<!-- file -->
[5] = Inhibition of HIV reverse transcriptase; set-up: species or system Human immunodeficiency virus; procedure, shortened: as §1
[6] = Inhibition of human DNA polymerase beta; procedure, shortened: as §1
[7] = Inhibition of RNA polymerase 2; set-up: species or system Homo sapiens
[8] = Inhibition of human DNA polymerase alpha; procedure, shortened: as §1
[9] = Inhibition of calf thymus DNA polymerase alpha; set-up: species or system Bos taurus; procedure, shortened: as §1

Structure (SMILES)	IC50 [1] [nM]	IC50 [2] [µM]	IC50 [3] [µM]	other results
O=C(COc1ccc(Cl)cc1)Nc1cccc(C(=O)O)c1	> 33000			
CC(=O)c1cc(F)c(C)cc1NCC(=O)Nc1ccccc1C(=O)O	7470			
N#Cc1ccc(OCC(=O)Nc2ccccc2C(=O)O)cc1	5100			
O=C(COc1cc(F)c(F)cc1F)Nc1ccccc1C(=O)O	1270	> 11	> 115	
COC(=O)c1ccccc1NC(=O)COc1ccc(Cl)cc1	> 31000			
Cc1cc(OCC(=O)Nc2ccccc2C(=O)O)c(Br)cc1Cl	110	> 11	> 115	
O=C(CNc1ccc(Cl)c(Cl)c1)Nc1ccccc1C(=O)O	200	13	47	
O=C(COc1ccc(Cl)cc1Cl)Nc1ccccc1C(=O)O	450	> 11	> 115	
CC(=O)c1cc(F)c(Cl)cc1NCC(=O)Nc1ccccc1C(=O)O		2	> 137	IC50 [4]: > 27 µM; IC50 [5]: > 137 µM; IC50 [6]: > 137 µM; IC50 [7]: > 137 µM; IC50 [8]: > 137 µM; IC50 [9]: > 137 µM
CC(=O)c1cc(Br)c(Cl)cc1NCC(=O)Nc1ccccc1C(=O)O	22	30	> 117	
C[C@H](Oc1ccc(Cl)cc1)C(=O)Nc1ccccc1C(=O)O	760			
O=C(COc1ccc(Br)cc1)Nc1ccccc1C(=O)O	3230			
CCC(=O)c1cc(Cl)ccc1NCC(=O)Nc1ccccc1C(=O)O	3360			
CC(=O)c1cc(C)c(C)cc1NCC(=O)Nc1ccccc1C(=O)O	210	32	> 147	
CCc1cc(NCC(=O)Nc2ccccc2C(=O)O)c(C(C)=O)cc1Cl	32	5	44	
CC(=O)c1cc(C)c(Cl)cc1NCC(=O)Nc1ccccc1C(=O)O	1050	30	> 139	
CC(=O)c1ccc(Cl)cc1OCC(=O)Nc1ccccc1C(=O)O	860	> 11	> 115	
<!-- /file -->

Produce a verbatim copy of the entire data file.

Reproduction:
[5] = Inhibition of HIV reverse transcriptase; set-up: species or system Human immunodeficiency virus; procedure, shortened: as §1
[6] = Inhibition of human DNA polymerase beta; procedure, shortened: as §1
[7] = Inhibition of RNA polymerase 2; set-up: species or system Homo sapiens
[8] = Inhibition of human DNA polymerase alpha; procedure, shortened: as §1
[9] = Inhibition of calf thymus DNA polymerase alpha; set-up: species or system Bos taurus; procedure, shortened: as §1

Structure (SMILES)	IC50 [1] [nM]	IC50 [2] [µM]	IC50 [3] [µM]	other results
O=C(COc1ccc(Cl)cc1)Nc1cccc(C(=O)O)c1	> 33000			
CC(=O)c1cc(F)c(C)cc1NCC(=O)Nc1ccccc1C(=O)O	7470			
N#Cc1ccc(OCC(=O)Nc2ccccc2C(=O)O)cc1	5100			
O=C(COc1cc(F)c(F)cc1F)Nc1ccccc1C(=O)O	1270	> 11	> 115	
COC(=O)c1ccccc1NC(=O)COc1ccc(Cl)cc1	> 31000			
Cc1cc(OCC(=O)Nc2ccccc2C(=O)O)c(Br)cc1Cl	110	> 11	> 115	
O=C(CNc1ccc(Cl)c(Cl)c1)Nc1ccccc1C(=O)O	200	13	47	
O=C(COc1ccc(Cl)cc1Cl)Nc1ccccc1C(=O)O	450	> 11	> 115	
CC(=O)c1cc(F)c(Cl)cc1NCC(=O)Nc1ccccc1C(=O)O		2	> 137	IC50 [4]: > 27 µM; IC50 [5]: > 137 µM; IC50 [6]: > 137 µM; IC50 [7]: > 137 µM; IC50 [8]: > 137 µM; IC50 [9]: > 137 µM
CC(=O)c1cc(Br)c(Cl)cc1NCC(=O)Nc1ccccc1C(=O)O	22	30	> 117	
C[C@H](Oc1ccc(Cl)cc1)C(=O)Nc1ccccc1C(=O)O	760			
O=C(COc1ccc(Br)cc1)Nc1ccccc1C(=O)O	3230			
CCC(=O)c1cc(Cl)ccc1NCC(=O)Nc1ccccc1C(=O)O	3360			
CC(=O)c1cc(C)c(C)cc1NCC(=O)Nc1ccccc1C(=O)O	210	32	> 147	
CCc1cc(NCC(=O)Nc2ccccc2C(=O)O)c(C(C)=O)cc1Cl	32	5	44	
CC(=O)c1cc(C)c(Cl)cc1NCC(=O)Nc1ccccc1C(=O)O	1050	30	> 139	
CC(=O)c1ccc(Cl)cc1OCC(=O)Nc1ccccc1C(=O)O	860	> 11	> 115	